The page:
Against this backdrop, the government is seeking a way to save face by announcing a cancellation that leaves the door open to Tokyo hosting at a later date, The Times report said.

“No one wants to be the first to say so but the consensus is that it’s too difficult,” The Times quoted the source as saying. “Personally, I don’t think it’s going to happen.”

Organisers and the Japanese government have previously vowed to press ahead with preparations for the Games, scheduled to open on July 23.

Prime Minister Yoshihide Suga this week said the showpiece event would “bring hope and courage to the world.”

International Olympic Committee President Thomas Bach reaffirmed his commitment to holding the Games this year in an interview with Kyodo News on Thursday.

“We have at this moment, no reason whatsoever to believe that the Olympic Games in Tokyo will not open on the 23rd of July in the Olympic stadium in Tokyo,” Bach told Kyodo.

The Australian Olympic Committee also strongly denied reports the games would be called off, issuing a statement

“Both Japanese Prime Minister Suga and IOC President Bach have this week strongly reaffirmed their commitment to the Tokyo Olympic Games going ahead in July this year,” the AOC statement said.

“The AOC is continuing its planning to ensuring the Australian Olympic Team arrives in Tokyo, competes and returns home safe and COVID-free.”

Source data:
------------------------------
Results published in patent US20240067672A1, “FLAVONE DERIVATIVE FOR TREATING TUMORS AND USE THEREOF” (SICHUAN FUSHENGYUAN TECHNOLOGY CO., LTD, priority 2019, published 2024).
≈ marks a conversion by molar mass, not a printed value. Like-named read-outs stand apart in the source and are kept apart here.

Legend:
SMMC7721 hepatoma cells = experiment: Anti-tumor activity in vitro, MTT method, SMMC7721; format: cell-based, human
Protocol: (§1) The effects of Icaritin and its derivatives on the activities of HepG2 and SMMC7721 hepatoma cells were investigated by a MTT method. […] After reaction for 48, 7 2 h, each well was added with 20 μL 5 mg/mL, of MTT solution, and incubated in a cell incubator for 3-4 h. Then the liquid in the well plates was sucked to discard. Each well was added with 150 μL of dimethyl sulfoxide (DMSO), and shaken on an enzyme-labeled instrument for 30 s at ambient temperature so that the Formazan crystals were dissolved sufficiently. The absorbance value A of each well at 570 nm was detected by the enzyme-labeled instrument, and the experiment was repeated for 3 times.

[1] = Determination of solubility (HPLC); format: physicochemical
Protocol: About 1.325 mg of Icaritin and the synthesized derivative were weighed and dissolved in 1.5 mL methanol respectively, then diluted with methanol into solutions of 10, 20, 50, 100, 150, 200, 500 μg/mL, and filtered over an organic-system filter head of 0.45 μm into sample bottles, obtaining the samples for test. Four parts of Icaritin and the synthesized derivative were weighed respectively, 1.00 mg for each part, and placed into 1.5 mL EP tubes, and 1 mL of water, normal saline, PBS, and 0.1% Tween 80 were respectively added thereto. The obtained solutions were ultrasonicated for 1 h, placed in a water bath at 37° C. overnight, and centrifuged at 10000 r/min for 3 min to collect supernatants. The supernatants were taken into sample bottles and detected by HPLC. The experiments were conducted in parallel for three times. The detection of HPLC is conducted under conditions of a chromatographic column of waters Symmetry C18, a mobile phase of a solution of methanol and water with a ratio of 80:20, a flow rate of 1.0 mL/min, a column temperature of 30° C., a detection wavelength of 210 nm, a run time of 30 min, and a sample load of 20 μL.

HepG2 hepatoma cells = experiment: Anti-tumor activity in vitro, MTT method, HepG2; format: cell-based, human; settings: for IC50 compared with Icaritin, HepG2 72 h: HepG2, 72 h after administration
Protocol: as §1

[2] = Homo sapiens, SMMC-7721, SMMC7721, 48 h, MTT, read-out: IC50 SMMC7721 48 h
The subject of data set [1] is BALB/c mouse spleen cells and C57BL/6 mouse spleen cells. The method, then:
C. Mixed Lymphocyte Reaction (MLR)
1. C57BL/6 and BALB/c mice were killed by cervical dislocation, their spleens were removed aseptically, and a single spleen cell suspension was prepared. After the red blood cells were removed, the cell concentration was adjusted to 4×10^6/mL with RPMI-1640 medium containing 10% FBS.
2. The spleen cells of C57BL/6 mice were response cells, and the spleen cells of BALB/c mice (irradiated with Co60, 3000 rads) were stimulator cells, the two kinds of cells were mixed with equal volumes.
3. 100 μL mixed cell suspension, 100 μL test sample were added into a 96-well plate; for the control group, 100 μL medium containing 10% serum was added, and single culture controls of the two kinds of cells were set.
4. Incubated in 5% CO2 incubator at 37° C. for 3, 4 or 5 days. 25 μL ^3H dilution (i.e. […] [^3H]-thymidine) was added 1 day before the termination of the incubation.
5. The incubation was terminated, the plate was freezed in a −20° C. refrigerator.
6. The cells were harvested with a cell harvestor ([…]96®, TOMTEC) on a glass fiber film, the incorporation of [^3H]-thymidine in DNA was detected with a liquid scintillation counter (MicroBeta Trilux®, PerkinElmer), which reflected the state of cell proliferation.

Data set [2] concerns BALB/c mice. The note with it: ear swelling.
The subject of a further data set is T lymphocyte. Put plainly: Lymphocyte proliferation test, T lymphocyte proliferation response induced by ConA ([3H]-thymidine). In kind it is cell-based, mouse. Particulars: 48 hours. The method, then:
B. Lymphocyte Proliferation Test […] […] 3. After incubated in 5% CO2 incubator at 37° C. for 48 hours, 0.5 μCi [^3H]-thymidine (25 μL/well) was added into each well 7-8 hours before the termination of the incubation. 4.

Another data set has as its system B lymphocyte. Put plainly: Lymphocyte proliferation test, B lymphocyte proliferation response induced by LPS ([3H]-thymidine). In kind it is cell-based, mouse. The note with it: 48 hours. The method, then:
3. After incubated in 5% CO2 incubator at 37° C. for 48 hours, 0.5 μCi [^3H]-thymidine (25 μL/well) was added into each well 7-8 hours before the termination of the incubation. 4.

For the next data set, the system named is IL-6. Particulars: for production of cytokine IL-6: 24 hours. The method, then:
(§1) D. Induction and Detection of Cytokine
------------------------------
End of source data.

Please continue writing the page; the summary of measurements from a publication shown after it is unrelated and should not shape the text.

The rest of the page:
With speculation mounting over whether Japan will rebid for the 2032 games, the AOC said this would not impact progress on Brisbane’s bid to host in the same year.

“The AOC, Federal Government, Queensland Government and Brisbane City Council are continuing to progress the candidature for the Olympic Games to be held in Queensland in 2032 – and that process continues,” the AOC said.

Google reaches agreement with French news publishers

Google and a French publishers’ lobby have agreed to a copyright framework for the US tech giant to pay news publishers for content online, in a first for Europe.

The move paves the way for individual licensing agreements for French publications, some of which have seen revenues drop with the rise of the Internet and declines in print circulation.

The deal, which Google describes as a sustainable way to pay publishers, is likely to be closely watched by other platforms such as Facebook, a lawyer involved in the talks said.

It is also likely to attract attention in Australia, where Google is lobbying against a media bargaining code set out by the Australian Competition and Consumer Commission.